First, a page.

As a new generation of employees joins their companies, experts express concern over the pressure that is heaped upon Japanese workers - and the growing problem of 'karoshi.' Julian Ryall reports from Tokyo.
Some 910,000 new hires attended welcome ceremonies at companies large and small across Japan on April 1. Greeted with speeches from presidents and CEOs and urged to do their best for an organization that the new arrivals are encouraged to consider their new family, few are likely to have pondered the possible negative impact of their entry into the Japanese workforce.
Even fewer will have remembered the case of Mina Mori, who was 26 years old when she killed herself in June 2008, just two months after joining Watami Co., which runs a chain of "izakaya" bars.
It was not until December 2015 that the company agreed to pay compensation of Y130 million (1.03 million euros) to Mori's parents for her death. The company - which was founded by Miki Watanabe, a politician in the upper house of the Japanese parliament - was also ordered by the court to provide details of the settlement and an apology on its website.
As well as working a 10-hour shift, which finished after her last train had gone - meaning she had to stay in the bar overnight - Mori put in an average of 140 hours of unpaid overtime per month.
In a note she wrote shortly before her death, Mori said, "My body hurts. I feel exhausted. I Feel emotionally numb. I can't move as fast as I want to. Please help me."
'Karoshi' cases soar
Government statistics released this week show that legal cases filed over "karoshi" - the Japanese term that means death from overwork - soared to 1,456 in the year that ended in March 2015. In comparison, a total of 1,576 cases were filed between 2004 and 2008.
The situation is being exacerbated, analysts point out, by a shortage of workers in several sectors, including healthcare, social services and construction.
"There are lots of reasons why we are seeing this problem becoming worse, but it really all boils down to the excessive sense of competition in Japanese society," said Hiroshi Kawahito, president of the Kawahito Law Office in Tokyo, and a member of the National Defense Counsel for Victims of Karoshi.
"Since Japan's economic bubble burst in the early 1990s, the economy has stagnated, meaning that companies have been forced to implement downsizing measures and take on more temporary workers instead of full-time salaried staff," he told DW.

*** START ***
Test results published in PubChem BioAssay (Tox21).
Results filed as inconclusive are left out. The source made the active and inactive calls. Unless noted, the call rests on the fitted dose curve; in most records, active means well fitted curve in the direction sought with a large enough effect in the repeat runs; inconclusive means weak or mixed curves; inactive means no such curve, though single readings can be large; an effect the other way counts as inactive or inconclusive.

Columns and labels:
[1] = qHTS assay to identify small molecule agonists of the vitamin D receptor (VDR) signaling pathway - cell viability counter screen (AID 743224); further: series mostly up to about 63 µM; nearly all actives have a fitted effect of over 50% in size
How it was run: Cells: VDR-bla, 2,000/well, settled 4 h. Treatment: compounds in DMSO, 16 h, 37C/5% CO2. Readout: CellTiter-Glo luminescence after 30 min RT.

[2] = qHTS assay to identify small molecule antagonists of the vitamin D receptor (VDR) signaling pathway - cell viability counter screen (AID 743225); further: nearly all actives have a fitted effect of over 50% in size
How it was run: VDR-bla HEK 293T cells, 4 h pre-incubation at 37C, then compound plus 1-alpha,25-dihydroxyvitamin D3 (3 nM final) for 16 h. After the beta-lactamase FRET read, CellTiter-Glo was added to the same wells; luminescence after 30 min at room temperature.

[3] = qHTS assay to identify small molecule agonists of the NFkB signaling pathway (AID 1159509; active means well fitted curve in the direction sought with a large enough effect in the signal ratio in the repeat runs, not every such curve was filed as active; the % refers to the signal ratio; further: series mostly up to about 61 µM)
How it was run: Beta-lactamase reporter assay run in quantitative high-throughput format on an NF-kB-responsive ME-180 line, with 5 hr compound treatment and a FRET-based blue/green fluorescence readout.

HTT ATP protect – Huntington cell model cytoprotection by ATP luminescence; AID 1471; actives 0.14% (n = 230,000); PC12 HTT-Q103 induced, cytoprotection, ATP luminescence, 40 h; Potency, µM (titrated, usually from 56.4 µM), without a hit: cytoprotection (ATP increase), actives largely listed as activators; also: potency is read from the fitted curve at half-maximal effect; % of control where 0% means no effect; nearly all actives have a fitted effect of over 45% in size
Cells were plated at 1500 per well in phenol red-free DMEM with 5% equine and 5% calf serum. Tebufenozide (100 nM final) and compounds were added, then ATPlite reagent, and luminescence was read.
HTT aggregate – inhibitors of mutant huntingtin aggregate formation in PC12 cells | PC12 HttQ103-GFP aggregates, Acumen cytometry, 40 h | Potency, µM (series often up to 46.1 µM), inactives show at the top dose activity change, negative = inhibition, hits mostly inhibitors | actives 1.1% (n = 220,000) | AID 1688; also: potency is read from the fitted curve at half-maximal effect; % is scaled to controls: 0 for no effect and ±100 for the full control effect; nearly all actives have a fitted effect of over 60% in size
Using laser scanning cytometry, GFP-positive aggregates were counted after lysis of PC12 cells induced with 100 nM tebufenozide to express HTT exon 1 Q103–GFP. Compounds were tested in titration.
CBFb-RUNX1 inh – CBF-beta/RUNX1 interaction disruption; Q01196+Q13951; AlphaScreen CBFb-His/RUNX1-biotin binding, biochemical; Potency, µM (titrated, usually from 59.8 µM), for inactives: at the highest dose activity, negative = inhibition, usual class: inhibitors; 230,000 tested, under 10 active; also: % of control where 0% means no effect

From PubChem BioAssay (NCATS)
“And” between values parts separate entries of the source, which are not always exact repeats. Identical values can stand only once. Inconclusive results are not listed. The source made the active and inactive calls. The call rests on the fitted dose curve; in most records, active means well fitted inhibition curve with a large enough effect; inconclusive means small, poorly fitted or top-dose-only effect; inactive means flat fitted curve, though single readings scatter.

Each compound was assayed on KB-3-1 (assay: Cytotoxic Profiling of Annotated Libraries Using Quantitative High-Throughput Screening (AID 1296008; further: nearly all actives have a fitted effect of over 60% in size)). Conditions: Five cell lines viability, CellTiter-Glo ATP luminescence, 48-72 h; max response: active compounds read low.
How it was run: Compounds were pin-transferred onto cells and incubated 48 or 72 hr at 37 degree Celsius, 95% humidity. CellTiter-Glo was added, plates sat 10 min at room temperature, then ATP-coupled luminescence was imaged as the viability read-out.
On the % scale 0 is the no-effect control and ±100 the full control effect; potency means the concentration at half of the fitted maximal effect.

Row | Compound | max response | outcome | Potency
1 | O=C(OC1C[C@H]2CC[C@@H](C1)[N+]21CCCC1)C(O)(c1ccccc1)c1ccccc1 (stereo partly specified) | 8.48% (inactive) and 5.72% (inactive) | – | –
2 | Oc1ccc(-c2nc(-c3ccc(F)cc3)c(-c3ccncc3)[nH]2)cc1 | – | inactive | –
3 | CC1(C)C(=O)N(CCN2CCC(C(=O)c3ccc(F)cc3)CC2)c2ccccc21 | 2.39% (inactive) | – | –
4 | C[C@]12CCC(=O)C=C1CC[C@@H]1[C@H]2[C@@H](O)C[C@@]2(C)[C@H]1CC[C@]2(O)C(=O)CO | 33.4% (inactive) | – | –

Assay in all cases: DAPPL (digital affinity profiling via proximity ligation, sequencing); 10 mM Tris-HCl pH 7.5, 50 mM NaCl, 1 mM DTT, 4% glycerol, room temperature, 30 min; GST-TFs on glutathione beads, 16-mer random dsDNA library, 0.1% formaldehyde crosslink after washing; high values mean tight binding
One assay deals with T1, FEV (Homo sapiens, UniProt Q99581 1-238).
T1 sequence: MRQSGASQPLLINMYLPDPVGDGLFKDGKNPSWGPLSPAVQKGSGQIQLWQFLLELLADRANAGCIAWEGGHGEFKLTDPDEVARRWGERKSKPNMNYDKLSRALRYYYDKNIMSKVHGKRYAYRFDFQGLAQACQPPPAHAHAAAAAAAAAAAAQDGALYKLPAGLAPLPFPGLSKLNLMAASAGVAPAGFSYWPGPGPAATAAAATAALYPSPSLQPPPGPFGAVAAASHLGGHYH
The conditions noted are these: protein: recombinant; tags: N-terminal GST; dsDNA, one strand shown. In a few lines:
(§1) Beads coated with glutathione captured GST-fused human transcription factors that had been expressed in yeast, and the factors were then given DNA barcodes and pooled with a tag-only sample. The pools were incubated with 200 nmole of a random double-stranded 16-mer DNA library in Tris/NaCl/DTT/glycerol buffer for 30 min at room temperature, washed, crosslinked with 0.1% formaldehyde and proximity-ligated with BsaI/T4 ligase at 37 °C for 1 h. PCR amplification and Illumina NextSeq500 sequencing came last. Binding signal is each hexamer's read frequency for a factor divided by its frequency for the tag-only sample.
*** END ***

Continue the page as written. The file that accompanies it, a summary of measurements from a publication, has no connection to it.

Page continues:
"At the same time, full-time workers were expected to put in longer hours and came under stronger pressure to perform," he said. "Their fear was that if they didn't they would lose their full-time status, so they endured the situation."
In the quarter of a century that has passed since the bubble burst, long hours, unpaid overtime, shorter holidays and fewer perks have become the norm at Japanese workplaces.
Labor laws lack teeth
"Basically, the problem is that Japanese labor laws have no teeth," said Kawahito.
"European countries have limits on the hours that employees can work and those are enforced," he said. "We have the same limits in Japan, but companies get around them by signing agreements with workers and unions."
Fearful for their jobs, workers have caved in to companies' demands and a 12-hour working day is considered quite normal, Kawahito added.
Robert Dujarric, director of the Institute of Contemporary Asian Studies at the Tokyo campus of Temple University, says Japan's working conditions are "atrocious."
"Japanese people put in punishingly long hours, the work they do is generally tedious, their vacations are short, there is immense pressure on them, and the corporate culture means they are expected to spend a lot of time drinking with their colleagues when they do finally get out of the office," he told DW.
Dujarric is not convinced, however, that Japan is experiencing a spike in karoshi cases.
"Working for a Japanese company has been like this for generations, so what I believe is that we are seeing an ageing workforce as fewer young people come through, with older 'salary men' far more likely to suffer high blood pressure or a heart attack," he explained.
The government has attempted to address the problem, passing a law in late 2014 designed to prevent karoshi by monitoring companies and researching cases of death or ill-health brought on by overwork. Last year, authorities investigated 2,362 complaints and reported violations in 60 percent of cases.
And Kawahito believes that a fraction of the cases are being reported or investigated.
"If we look at mental health cases, we can see a sharp increase in reports of depression among workers brought on by pressure in the workplace," he said.
And unless the problem is solved soon, Kawahito believes, the impact on Japanese society will be dramatic.
"Younger workers are obliged to put in so many hours at their companies now that they don't have time for a boyfriend or a girlfriend," he points out. "It's all work, work, work. That, in turn, means they are getting married much later - if they get married at all - and they're not having children.
"The government says it is worried about population decline and a shrinking workforce with more older people, but they are not doing enough to help people who do want to have a normal family life," he said.